November 8, 2011

The Honorable Thomas M. Menino
Boston City Hall, 5th Floor
One City Hall Square
Boston, MA 02201

Dear Mr. Mayor,

The Board of Directors of the Rose Kennedy Greenway Conservancy finds itself in an increasingly difficult situation with regard to current events affecting public use of the Greenway. We take very seriously our role to welcome all park users as we oversee this wonderful public space in the heart of Boston and we honor the long tradition of free speech in our city and our country. However, our Park Use Guidelines expressly describe a goal of offering beautiful, well maintained spaces where people can relax and enjoy a variety of activities and celebrations of all sorts. We recognize that the Greenway may be used for a multitude of purposes, including use by individuals to gather together and express opinions about important issues of the day. Indeed, our Guidelines expressly provide that “[p]rotests and free speech…and allowed so long as such protest is disruptive to the public,” and that “[r]ules for public assembly established by the City of Boston will apply.” After much thought and discussion, we have come to the conclusion that, as fiduciaries for public use of the Greenway, we must request that you enforce our regulations and remove the occupiers from the Greenway.

We believe that the current use by Occupy Boston is not compatible with our obligation to ensure that everyone may enjoy the Greenway, and with the spirit and letter of the rules governing use of the space. The footprint of the encampment has literally taken over the Dewey Square Park and a portion of the plaza, preventing: a) passive enjoyment by the public; and b) other permitted activities for the public. Although we have not sought until now to have the Boston Police Department enforce our rules with regard to Occupy Boston, we have always taken the position that the current use of Dewey Square Parks a violation of our rules. Our rules prohibit overnight sleeping in the park and have specified general operating hours between 7:00am to 11:00pm. Like city parks, we also require that uses that necessitate set ups, like tents and amplified sound, seek a permit from the City of Boston. The Conservancy depends on the Boston Police Department to enforce those rules.

We have experienced the following specific problems:

  • The Conservancy abandoned plans to have a food festival on October 15 on Dewey Square Park (a permitted event) from public safety concerns. We anticipated large crowds of attendees and there was inadequate space due to Occupy Boston. Fifteen small businesses lost income they were counting on.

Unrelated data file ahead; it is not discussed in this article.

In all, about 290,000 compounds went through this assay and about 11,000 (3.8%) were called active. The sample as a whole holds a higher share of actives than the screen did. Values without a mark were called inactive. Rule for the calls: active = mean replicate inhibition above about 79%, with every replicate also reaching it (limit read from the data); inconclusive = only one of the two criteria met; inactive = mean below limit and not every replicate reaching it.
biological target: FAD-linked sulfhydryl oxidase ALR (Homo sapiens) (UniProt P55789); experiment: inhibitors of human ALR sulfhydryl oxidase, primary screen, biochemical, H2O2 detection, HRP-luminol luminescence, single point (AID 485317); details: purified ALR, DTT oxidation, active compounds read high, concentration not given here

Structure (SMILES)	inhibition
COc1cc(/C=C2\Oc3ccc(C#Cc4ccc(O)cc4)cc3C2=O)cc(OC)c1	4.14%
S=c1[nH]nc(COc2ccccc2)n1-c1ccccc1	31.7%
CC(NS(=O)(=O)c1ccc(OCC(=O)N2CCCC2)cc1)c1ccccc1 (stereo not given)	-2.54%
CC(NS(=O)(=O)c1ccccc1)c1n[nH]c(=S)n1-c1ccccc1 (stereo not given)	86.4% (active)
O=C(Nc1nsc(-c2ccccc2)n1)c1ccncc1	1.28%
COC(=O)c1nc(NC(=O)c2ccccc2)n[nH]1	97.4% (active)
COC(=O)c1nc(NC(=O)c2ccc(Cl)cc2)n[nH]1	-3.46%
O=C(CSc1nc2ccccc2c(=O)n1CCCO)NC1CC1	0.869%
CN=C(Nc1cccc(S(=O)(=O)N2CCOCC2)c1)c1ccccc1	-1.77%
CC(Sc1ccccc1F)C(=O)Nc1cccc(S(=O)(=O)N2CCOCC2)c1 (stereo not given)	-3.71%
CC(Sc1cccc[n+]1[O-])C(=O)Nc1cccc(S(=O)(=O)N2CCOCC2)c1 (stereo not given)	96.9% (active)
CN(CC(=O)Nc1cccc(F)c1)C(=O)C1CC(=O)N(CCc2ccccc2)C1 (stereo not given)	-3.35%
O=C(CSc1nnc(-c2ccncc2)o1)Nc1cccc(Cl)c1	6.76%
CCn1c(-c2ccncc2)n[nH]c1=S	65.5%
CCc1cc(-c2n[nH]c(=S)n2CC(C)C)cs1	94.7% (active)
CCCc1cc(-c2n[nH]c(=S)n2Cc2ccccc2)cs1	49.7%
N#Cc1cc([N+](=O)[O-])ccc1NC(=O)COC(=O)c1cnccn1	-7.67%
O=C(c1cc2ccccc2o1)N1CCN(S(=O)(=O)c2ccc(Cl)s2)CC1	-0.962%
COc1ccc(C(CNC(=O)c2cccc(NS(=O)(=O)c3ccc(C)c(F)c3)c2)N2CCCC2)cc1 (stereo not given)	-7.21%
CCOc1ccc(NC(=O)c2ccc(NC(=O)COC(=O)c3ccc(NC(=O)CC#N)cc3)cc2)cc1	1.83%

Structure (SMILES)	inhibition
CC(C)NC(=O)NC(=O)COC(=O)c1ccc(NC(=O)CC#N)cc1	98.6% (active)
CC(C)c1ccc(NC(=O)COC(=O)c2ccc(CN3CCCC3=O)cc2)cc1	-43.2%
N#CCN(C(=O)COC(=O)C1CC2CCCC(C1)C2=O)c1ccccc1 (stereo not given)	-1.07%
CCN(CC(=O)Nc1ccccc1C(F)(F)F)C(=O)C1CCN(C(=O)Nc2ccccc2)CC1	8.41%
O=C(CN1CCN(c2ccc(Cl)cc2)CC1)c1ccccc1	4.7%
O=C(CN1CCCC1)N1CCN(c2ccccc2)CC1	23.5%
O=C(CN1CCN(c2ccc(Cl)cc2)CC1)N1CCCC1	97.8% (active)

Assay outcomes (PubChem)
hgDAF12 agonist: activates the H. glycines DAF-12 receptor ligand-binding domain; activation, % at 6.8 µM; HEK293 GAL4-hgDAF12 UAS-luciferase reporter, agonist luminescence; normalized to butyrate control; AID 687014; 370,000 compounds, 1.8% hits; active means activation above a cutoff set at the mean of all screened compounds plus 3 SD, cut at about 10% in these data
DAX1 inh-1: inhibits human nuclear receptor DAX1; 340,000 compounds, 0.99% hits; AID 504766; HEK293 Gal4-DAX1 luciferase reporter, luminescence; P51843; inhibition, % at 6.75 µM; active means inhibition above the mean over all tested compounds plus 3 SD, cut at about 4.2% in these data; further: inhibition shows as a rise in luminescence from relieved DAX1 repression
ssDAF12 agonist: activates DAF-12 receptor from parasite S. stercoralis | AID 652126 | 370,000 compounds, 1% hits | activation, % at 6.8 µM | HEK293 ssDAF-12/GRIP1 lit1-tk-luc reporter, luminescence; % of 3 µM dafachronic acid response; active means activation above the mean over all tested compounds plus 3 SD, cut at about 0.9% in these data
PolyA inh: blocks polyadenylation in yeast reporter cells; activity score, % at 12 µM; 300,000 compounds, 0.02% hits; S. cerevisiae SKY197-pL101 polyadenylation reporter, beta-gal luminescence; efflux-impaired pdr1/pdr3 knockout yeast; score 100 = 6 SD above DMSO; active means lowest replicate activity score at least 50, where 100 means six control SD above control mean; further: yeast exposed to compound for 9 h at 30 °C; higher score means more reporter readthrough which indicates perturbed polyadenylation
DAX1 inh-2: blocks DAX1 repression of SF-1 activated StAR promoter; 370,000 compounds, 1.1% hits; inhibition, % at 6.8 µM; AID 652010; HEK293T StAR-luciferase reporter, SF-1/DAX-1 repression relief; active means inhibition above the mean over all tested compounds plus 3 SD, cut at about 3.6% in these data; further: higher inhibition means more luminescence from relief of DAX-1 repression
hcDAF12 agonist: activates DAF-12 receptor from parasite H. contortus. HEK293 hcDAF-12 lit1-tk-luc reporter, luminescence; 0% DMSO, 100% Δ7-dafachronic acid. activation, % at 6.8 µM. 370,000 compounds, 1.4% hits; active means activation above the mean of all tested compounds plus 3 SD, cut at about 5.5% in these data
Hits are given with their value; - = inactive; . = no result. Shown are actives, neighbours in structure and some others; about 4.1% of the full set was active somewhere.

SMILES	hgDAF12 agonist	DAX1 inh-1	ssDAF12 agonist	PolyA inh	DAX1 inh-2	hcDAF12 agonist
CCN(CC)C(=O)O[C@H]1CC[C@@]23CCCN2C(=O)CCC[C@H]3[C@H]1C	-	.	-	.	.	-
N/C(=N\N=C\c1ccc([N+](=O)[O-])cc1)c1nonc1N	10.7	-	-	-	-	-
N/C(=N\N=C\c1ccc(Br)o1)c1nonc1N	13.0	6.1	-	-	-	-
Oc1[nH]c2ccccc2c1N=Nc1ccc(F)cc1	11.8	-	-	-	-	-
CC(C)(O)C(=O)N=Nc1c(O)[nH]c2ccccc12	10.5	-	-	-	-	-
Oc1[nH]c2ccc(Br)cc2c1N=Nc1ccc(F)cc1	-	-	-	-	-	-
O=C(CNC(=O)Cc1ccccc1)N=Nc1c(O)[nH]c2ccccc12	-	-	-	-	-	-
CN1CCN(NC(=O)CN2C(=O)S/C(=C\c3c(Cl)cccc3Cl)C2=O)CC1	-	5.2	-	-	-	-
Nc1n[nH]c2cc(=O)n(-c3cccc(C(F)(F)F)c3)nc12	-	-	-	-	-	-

• On our Farmer’s Market days, the farmers are experiencing a real reduction in income due to the noise, odors, and interference by the members of Occupy Boston and other protest groups.
  • Our neighbors are buffeted by noise and wary of aggressive confrontation when they are passing through Dewey Square Park.
  • There are disturbing incidents of drug dealing.
  • Sanitary conditions are deteriorating significantly over time. Although we do not currently have a rat infestation problem, it is only a matter of time given the current conditions.

The Conservancy must also ensure that park rules are implemented equitably. Any use of the park that requires set ups and anticipates crowds requires a permit. Numerous groups have abided by this process, and the Conservancy and the City have been pleased to assist and accommodate them. Occupy Boston has not sought a permit, and its continued presence created a dangerous precedent for future groups that the Board — as stewards of the Greenway — cannot support.

In recognition of our responsibilities as members of the Greenway Conservancy Board, we respectfully request that the City of Boston act to enforce our regulations and City permitting regulations. We note that officers of the Boston Police Department have been present, conciliatory, and, all in all, done a tremendous job in keeping this peace in this difficult situation. We are confident that the end to this use of Dewey Square Park can be accomplished in a way that ensures respect for the rights of everyone.



Georgia Murray

Chair — Rose Kennedy Greenway Conservancy

cc: Peter O’Connor, Deputy Secretary of Transportation for Real Estate and Development

William Sinnott, Corporation Counsel

Edward Davis, Commissioner, Boston Police Department

About The Author

Contributing editor John Stephen Dwyer is in love with his native Boston but has also done work in Amsterdam, London, New York, Paris and other cool cities. In recent months he's photographed notables including Barack Obama, Bill Clinton, Joe Biden, and Rosalynn Carter.

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